There is something here that the French might term a décalage: Labor today is not only led by a woman, but some of its most impressive ministers – Nicola Roxon, Penny Wong, Jenny Macklin, Tanya Plibersek – are women. Yet the eager young Turks who would remake the party continue to write as if the party were a frat house.
Bramston, like the wise men, worries a lot about party organisation, which is not so much a concern for Dyrenfurth and Soutphommasane. None of them questions the extent to which party discipline might itself be a major problem for Labor, and whether the rise of minor parties and independents might not suggest that the best candidates are dissuaded from entering politics by the rules of party loyalty.
At the moment this discipline is, ironically, more likely to be an impediment for Liberals, despite their claim to stand for freedom of conscience against the iron rules of Labor majoritarianism. The ultimate irony is that it is the Liberals, not Labor, who have imposed party discipline on the same-sex marriage issue, even though they have historically upheld freedom of conscience. On the question of asylum seekers all sides felt able to express doubts and ambivalence, even if in the end no members were prepared to cross the floor.
There are something like 35,000 members of the Labor Party across the country, most of whom are largely inactive except perhaps when they’re handing out how-to-vote cards on election day. Rather than changing party rules to give them greater power and rethinking the role of the trade unions within the party, the best chance of renewing Labor lies with its parliamentarians, who have both the authority and the connection with their constituents to take the lead. The one real change that might restore genuine interest in party membership would be to adopt the British practice of the membership’s electing its parliamentary leader, a proposal now being discussed in the NSW branch.
I LEFT Parliament House feeling that Labor needs to make far better use of its MPs, who appear to be managed from head office as if they were recalcitrant teenagers. We need more leadership from individual members when they feel passionate about issues, rather than seeing them nodding in slow motion as a background to prime ministerial statements.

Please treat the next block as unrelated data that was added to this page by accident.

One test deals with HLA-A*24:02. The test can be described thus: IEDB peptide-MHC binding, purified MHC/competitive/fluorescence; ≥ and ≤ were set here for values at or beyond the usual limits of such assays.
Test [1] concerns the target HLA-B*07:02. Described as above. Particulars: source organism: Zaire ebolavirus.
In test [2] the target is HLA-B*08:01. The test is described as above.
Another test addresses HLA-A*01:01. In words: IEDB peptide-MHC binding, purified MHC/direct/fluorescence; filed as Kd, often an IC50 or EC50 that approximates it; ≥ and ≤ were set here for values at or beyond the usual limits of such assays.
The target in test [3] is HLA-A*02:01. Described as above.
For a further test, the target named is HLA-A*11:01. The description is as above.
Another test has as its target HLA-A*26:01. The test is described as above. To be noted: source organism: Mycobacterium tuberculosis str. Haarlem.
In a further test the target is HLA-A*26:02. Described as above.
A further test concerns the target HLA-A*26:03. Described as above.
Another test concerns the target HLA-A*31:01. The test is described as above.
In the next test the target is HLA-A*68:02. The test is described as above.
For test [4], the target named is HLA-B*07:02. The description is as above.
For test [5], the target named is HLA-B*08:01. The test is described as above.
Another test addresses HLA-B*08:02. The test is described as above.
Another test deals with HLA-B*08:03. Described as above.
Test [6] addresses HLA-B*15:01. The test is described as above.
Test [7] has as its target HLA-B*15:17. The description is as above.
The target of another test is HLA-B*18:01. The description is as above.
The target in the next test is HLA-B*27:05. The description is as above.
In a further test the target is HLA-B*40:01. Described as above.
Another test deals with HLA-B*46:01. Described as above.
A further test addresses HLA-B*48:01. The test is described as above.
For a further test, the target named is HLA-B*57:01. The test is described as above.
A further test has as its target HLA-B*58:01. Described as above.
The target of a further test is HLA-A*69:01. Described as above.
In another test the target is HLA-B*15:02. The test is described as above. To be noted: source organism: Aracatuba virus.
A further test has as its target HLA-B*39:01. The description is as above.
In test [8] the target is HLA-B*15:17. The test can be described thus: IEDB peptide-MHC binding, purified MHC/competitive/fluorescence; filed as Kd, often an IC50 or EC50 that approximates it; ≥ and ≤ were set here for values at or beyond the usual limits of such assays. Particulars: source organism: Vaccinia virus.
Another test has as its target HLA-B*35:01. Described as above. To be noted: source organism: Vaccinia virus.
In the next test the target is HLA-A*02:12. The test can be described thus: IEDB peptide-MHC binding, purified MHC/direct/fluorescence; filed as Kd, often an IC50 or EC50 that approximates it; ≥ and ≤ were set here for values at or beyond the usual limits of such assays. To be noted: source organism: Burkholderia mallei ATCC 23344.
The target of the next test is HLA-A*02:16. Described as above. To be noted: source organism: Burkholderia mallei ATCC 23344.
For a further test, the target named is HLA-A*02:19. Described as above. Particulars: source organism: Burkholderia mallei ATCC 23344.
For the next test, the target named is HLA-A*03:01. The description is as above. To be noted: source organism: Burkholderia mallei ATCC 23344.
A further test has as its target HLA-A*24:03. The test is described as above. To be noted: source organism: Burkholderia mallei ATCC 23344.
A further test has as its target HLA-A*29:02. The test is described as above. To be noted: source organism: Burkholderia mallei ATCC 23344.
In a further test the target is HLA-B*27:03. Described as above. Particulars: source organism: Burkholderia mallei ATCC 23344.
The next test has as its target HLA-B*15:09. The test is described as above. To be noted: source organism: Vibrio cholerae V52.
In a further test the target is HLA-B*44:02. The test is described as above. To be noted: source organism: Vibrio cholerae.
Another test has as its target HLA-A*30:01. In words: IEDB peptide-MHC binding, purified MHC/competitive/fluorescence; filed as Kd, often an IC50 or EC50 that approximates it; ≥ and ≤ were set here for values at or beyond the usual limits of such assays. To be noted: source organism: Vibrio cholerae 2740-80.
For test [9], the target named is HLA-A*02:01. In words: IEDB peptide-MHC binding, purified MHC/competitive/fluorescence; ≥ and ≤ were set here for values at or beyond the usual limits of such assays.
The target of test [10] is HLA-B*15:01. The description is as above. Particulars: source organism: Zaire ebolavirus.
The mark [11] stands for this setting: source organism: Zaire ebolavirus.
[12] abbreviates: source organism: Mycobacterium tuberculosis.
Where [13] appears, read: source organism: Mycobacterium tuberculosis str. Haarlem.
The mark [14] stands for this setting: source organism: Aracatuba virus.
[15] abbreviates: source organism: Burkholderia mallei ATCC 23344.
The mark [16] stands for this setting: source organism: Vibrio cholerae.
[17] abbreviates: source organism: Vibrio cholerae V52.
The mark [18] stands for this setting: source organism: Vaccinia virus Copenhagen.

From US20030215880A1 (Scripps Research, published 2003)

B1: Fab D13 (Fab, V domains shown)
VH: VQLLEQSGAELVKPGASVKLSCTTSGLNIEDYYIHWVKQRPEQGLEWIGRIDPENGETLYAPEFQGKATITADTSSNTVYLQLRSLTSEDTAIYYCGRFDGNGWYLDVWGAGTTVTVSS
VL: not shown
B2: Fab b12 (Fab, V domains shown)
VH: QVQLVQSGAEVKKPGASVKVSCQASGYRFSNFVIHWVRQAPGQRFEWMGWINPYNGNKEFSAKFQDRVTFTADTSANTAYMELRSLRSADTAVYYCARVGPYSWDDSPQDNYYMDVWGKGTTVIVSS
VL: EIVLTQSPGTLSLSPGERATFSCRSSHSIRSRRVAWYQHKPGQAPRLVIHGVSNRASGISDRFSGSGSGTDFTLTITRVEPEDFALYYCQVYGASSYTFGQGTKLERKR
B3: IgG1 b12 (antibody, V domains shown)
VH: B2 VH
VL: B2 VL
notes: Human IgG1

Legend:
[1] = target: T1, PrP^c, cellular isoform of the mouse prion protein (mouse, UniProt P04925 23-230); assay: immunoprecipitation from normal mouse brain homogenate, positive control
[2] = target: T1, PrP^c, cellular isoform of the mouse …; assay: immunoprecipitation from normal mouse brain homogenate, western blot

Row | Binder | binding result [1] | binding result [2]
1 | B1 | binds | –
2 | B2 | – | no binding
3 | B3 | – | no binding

The real problem with Labor is one of timidity: there seems to be reluctance to talk about the genuine improvements this government has achieved. But it is no longer sufficient to assert that Labor stands for greater equality or social justice; in practice few people will disagree with those goals, but they have less traction than the constant emphasis on individual achievement and instant gratification. When Tony Abbott speaks of “great big new taxes” he is playing to a growing belief that government is wasteful and does little for us. Labor needs to recreate an understanding that governments exist to provide essential services that not even the rich can provide for themselves.
Major cultural shifts, pushed by the media and a certain Americanisation of our political discourse, have reduced political debate to the question of what’s in it for me. Labor once knew that the answer was a national story of common purpose from which we all benefit. Today it finds itself wedged between the Greens, who project a far clearer moral purpose, and the Liberals, who promise a fairyland of lower taxes without any cuts in services. The response requires a convincing narrative about how Labor can lead the nation in ways that recognise both individual aspirations and national cohesion. This demands more than a constant emphasis on growth, and also a recognition that national development is more than economic figures.
None of the parliamentarians I spoke to had very convincing explanations about why Labor’s vote has dropped so precipitously, nor did we have time to fully explore solutions. Following the failure to win any compromise on asylum seekers, some within the Labor machine have turned on the Greens, and are demanding Labor deny them preferences. The rhetoric of the NSW state secretary, Sam Dastyari, suggests – misleadingly – that Christine Milne, not Tony Abbott, is the real threat to Labor’s re-election.
Labor certainly needs to counter views as distorted as the Australian’s reference to “its partners in minority government.” (Do their editors actually know what a “minority government” is?) But it is hard to believe that intemperate attacks on people who are sympathetic to many Green positions, a significant number of whom are its own supporters, will regain many votes. If more power and independence for individual MPs would take away the power of the hacks and haters who run the party machinery, then this would help restore some credibility to Labor. •
Dennis Altman is Professor of Politics at La Trobe University.